The former Cork dual star, who coached the Rebels to the 2005 All-Ireland hurling title, said that as recently as a month ago he hadn’t realistically considered returning to top-flight management.
Despite the challenges, Allen added he was happy to be back involved in inter-county management.
“I am, I was flattered by the offer and delighted to accept it,” he said yesterday.
“Last year I was nominated by a club for the position but things were different then, I was still teaching.
“Since then I’ve retired so I have more time on my hands, obviously, and Limerick are a very promising group. They have a potentially very good team with a lot of good players around the 19 to 21 years of age mark, so there’s obviously a lot of potential there.”
It’s the second time he’s succeeded Donal O’Grady, having replaced his clubman as Cork manager at the end of the 2004 season, but this time round it wasn’t on his agenda.
“I wasn’t considering it a month or three weeks ago, certainly, I didn’t see myself going back into management, but with the change in my [working] circumstances, it was a different scenario to last year.
“I had to weigh up a lot of things — there’s a cost to yourself in getting into inter-county management, there’s a lot of demands on your time, the media, there’s a lot more driving involved, obviously, in getting from Cork to Limerick.
“There was also the possibility that I could be in a dressing room across the hallway from a Cork dressing room where I’d still have a lot of friends, and the prospect of having to go across to congratulate or commiserate with those players. That had to be weighed up, too.”
When he weighed the pros and cons, however, Allen decided to take up the challenge.
“Whenever there’s change there’s going to be a certain amount of fear and uncertainty, but on balance I felt it’d be a rewarding situation to be in,” he said.
“I’m Cork through and through and of course it’ll be different wearing a green and white top on the sideline instead of a red and white one, but at the same time you have a lot of managers involved outside their own counties.
“I’m hardly breaking new ground in that regard.”
The St Finbarr’s clubman is happy with his backroom team and won’t be slow to bring in expert advice if necessary.
“I have good men with me, which is very important — I wouldn’t claim to have a monopoly on all the knowledge necessary and I’ll be leaning on them. We’ll share out the work together and run the thing in a cooperative way.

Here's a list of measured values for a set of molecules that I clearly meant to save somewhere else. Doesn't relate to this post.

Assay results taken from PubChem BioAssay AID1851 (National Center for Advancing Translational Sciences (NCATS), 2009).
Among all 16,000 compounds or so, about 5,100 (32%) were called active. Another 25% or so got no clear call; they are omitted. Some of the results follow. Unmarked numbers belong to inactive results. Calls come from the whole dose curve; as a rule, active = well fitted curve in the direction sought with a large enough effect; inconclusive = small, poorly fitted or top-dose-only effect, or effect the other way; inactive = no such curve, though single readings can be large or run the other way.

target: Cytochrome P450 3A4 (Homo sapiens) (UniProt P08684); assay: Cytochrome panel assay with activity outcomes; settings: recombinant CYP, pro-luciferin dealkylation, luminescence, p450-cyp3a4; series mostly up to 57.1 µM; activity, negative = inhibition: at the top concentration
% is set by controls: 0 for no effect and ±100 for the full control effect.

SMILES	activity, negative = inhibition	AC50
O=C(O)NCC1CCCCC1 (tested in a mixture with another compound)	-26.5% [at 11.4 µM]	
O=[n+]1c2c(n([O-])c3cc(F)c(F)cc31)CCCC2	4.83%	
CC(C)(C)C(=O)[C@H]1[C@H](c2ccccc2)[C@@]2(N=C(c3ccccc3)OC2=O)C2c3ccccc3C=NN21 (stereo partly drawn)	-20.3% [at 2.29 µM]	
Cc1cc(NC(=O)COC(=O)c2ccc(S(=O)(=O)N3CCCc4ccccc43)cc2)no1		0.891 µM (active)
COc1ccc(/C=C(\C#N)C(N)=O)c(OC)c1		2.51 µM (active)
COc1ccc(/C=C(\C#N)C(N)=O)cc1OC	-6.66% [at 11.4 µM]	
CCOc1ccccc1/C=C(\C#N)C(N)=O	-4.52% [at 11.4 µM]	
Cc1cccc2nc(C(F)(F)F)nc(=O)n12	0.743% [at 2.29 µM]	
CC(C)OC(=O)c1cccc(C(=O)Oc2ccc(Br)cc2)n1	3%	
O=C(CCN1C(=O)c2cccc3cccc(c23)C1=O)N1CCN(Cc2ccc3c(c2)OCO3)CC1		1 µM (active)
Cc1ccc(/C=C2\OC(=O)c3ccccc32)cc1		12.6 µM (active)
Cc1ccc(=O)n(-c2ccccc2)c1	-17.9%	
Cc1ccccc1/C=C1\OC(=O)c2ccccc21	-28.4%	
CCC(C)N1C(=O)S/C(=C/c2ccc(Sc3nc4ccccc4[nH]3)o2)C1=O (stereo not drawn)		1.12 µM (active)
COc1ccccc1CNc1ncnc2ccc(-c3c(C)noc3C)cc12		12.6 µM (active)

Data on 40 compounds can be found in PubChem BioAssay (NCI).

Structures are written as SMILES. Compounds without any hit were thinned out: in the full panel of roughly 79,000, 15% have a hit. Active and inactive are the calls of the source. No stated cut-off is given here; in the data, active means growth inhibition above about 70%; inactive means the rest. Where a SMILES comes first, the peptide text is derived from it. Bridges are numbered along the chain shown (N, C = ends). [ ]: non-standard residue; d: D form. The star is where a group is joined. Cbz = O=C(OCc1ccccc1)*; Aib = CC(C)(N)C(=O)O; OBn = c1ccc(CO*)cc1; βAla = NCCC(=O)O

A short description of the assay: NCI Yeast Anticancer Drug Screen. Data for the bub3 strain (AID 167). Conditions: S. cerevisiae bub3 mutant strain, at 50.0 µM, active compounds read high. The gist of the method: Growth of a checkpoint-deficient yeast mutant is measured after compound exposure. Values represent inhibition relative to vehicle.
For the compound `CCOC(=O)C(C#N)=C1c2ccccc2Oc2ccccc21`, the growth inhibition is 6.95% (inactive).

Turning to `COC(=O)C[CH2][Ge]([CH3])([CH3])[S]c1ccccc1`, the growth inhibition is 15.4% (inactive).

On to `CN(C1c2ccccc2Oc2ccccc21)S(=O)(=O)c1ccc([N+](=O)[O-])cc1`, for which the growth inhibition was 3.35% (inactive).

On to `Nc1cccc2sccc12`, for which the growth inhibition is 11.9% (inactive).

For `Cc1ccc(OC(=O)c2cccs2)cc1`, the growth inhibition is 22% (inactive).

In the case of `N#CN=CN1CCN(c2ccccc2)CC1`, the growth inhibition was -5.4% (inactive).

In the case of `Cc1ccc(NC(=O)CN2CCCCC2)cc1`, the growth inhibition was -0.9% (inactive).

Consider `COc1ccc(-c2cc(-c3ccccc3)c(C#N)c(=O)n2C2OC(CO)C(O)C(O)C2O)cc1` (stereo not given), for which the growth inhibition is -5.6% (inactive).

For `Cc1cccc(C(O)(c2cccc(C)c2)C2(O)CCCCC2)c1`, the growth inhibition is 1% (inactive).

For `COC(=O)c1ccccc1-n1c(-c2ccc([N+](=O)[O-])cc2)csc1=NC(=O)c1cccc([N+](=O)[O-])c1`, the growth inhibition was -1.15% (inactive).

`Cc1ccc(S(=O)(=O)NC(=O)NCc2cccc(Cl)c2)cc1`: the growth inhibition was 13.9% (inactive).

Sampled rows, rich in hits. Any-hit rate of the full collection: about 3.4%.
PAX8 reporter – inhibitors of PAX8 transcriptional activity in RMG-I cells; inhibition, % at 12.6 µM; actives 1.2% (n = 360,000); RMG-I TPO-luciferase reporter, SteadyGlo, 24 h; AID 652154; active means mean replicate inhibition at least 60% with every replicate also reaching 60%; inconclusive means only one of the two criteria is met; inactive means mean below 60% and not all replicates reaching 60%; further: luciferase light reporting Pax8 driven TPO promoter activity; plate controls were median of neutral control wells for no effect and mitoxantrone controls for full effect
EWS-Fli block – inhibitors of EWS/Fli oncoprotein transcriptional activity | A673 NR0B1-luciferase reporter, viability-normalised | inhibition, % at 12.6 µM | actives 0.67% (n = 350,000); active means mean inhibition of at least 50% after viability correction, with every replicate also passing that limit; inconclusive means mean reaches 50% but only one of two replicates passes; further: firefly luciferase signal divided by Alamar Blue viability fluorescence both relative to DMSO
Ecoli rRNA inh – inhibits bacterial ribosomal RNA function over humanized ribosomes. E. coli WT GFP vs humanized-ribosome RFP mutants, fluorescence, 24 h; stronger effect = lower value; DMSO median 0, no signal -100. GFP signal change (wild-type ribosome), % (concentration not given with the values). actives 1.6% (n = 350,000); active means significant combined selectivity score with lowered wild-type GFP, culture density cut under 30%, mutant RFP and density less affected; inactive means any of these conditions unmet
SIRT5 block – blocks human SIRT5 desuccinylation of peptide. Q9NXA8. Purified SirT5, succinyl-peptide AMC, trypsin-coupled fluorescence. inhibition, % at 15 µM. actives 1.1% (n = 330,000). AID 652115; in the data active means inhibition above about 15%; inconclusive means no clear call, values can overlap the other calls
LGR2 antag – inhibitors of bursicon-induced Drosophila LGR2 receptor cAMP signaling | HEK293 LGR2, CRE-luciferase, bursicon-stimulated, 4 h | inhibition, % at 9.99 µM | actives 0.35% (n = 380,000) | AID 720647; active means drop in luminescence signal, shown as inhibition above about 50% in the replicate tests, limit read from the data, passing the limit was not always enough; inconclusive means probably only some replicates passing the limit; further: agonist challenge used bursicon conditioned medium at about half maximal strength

“If we need extra help in term of nutritionists, sports psychologists and so on, we’ll find that too.”
As of now, Allen said the initial aim is to do well in the league and to prepare well for the Munster SHC quarter-final with Tipperary next year.
“Obviously the focus will be to on having the team ready for Tipperary next summer. You’re talking about the Munster champions, the All-Ireland champions just a couple of years ago, so they’re one of the strongest teams around.
“That’ll be a big challenge but we’ll be doing everything to get the team up to that level.”
Meanwhile Tipperary’s 2010 All-Ireland senior medallist Benny Dunne is retiring from inter-county hurling.
The Toomevara clubman, 31, has informed team manager Declan Ryan that he does not wish to be considered for selection in 2012.
Sources close to the player have indicated it was an agonising decision. Dunne, Tipperary captain in 2005, made his senior competitive debut for the Premier County against Derry in March 2002.
His championship debut followed against Clare later that year and in the 2002 Munster final defeat to Waterford, utility man Dunne scored 2-2.
Younger brother of Tipperary team coach Tommy, Benny made a total of 39 championship appearances for the county’s senior team, scoring 5-31 in the process.
He was sent off in the 2009 All-Ireland SHC final against Kilkenny after coming on as sub but that anguish was wiped away 12 months later when Dunne scored a superb long-range point in the closing minutes of the revenge mission against the Cats, again in the role of substitute.
Dunne’s last championship appearance came this year against Waterford in the Munster final, when he replaced Gearóid Ryan as a 54th-minute substitute.